He was also the brains behind rediscovering the bombshell in Neeli (Mushkil), introducing a sexy Meera (Chief Saab) and a gorgeous Sana (YDAKH). But since his box office failure with Khulay Aasman Ke Neeche, he restricted himself to acting. That’s too long a wait for a director whose office houses pictures of legendary film directors from round the world including Steven Spielberg, Alfred Hitchcock, Satyajit Ray, Raj Kapoor and our very own Pervez Malik and Nazrul Islam.

In 7DMI, Jawed Sheikh plays a good-looking djinn who changes get-ups and makes life miserable for the protagonist Tipu | Dawn Films
In 7DMI, Jawed Sheikh plays a good-looking djinn who changes get-ups and makes life miserable for the protagonist Tipu | Dawn Films

“I can’t make films for others because I need a free hand without any kind of influence from anyone, even a producer. That’s why, when I work with upcoming directors, I try to be up to the challenge they are offering. Maybe that’s why they like working with me.” It’s true that the actor is often the first choice for all upcoming directors in Pakistan. “Nabeel Qureshi [Na Maloom Afraad], Wajahat Rauf [Karachi Se Lahore] and Yasir Nawaz [Wrong No.] had not done a film before they approached me but I appreciated their confidence and agreed to work with them. I even encouraged [ace ad-makers] Asim Reza and Ahsan Rahim to direct a film long before they actually went ahead and made one. Yes, their technique is very different from ours but in my opinion, content is king and ultimately it’s the public that should decide the film’s fate, not those who review these films.”

That, by the way, was a dig at the social media pundits whom Jawed Sheikh apparently hates from the bottom of his heart. “There was a time when knowledgeable people used to review films and readers looked up to them before buying a cinema ticket. Nowadays, people with no knowledge of filmmaking have become self-proclaimed critics who I am sure will even criticise classics such as Mughal-i-Azam, Ben-Hur and Titanic if they get the chance. Still, 80 percent of the people who critique films are genuine people and I believe that, with their professionalism, they will defeat the ‘yellow’ bloggers as I call them.” I can sense there is a lot of resentment bubbling under the surface of the evergreen filmmaker.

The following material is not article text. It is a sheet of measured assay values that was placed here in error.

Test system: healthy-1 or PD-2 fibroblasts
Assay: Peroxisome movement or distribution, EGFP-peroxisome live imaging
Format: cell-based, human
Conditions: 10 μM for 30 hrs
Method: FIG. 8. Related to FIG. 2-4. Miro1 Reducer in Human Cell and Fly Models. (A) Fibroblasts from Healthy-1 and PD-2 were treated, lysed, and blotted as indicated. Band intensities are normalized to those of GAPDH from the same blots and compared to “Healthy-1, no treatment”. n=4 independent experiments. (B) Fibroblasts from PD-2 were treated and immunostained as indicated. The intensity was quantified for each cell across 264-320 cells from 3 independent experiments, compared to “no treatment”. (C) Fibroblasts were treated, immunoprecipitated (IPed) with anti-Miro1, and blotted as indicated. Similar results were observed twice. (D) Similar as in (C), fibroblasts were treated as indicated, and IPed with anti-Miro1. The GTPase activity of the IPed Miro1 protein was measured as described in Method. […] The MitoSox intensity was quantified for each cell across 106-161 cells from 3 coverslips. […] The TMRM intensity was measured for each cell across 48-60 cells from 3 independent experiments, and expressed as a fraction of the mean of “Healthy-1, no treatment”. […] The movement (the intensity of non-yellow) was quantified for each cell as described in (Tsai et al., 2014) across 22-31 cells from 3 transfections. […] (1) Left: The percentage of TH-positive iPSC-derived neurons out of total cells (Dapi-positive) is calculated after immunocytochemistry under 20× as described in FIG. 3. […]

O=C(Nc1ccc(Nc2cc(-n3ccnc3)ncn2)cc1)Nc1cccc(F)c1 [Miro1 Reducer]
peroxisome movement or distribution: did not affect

Unlike yesteryear heroes, Jawed Sheikh quit playing leading roles even before he turned 50. His first non-leading role was in YDAKH where he played Moammar Rana’s elder brother and, since then, he has played father to Shah Rukh Khan (Om Shanti Om), Salman Khan and Anil Kapoor (Yuvraj), Shahid Kapoor (Shikhar), Ranbir Kapoor (Tamasha) and even grandfather to his own son Shahzad Sheikh (Main Hoon Shahid Afridi).

“I had a change of heart because I felt that there was more to acting than singing and dancing. By quitting leading roles, I managed to make a place for myself in the domain of character acting,” Sheikh says as he relaxes on the sofa, closing his eyes and remembering his variety of roles. Going back in time seems to calm him. “It began with Jo Darr Gaya Woh Marr Gaya where I played the antagonist. Before that, I had Jeeva. When the current wave of directors approached me, I chose to be the antagonist in Main Hoon Shahid Afridi while I did comedy for a change in the Na Maloom Afraad franchise. In 7DMI, I play a good-looking djinn who changes get-ups and makes life miserable for the protagonist Tipu. In Wajood, I play a detective who gets to solve a case in true filmi style.”

Jawed Sheikh was, contrary to popular belief, always comfortable while working in India and is hopeful that one day the two industries can work together peacefully. With the recent visits of Indian artists Vinay Pathak, Vishal Bharadwaj and Nandita Das for the Pakistan International Film Festival (PIFF) as well as his own casting of Indian actress Aditi Singh in Wajood, he feels that the people of the two countries have different views than their governments. “Officially the Indian government has never banned actors from Pakistan but they stay quiet due to the internal pressure from their own industry. It can be due to the change in government or because of bowing down to the outrageous tactics of Hindu extremists or insecure Indian artists — whatever the reason, they must address it by either not giving actors from Pakistan a work visa or telling them they are welcome in India. Trust me, filmmakers in India want to work with Pakistani talent — be it an actor or a singer — and I am hopeful that soon, we will resume the cross-border interactions. As for Aditi Singh, she loved Pakistan on her first trip and was anxious to return because, wherever she went, she was welcomed with open arms.”

If things had been perfect between India and Pakistan, Jawed Sheikh would have had four releases in June and two in July — he was supposed to play Moammar Rana’s father in Azaadi (a role that eventually went to Nadeem) and Kareena Kapoor Khan’s father in Veere Di Wedding, a film that was eventually banned in Pakistan for being too bold. “Due to some date issues, I couldn’t do Azaadi while Veere Di Wedding succumbed to Indo-Pak politics.” He has been in multiple simultaneous releases before: Wrong No., Bin Roye, Jawani Phir Nahi Ani and Hulla Gulla all came out at the same time as well.

“I can only term it a coincidence,” Jawed Sheikh says with a smile. “I play the central character in Jackpot [releasing July 6] and the leading lady’s father in Teefa In Trouble, after which I don’t have many films slated for release.”

Could it be that this is what is really troubling him? For a workaholic like Sheikh, the prospect of sitting idle might be the real problem.

“Who knows I might announce another directorial venture where I will apply everything that I learned during the making of Wajood,” he finally laughs, his innate resilience winning out over his resentment. “Things have changed but you can’t stop trying just because it has become difficult.”

Published in Dawn, ICON, July 1st, 2018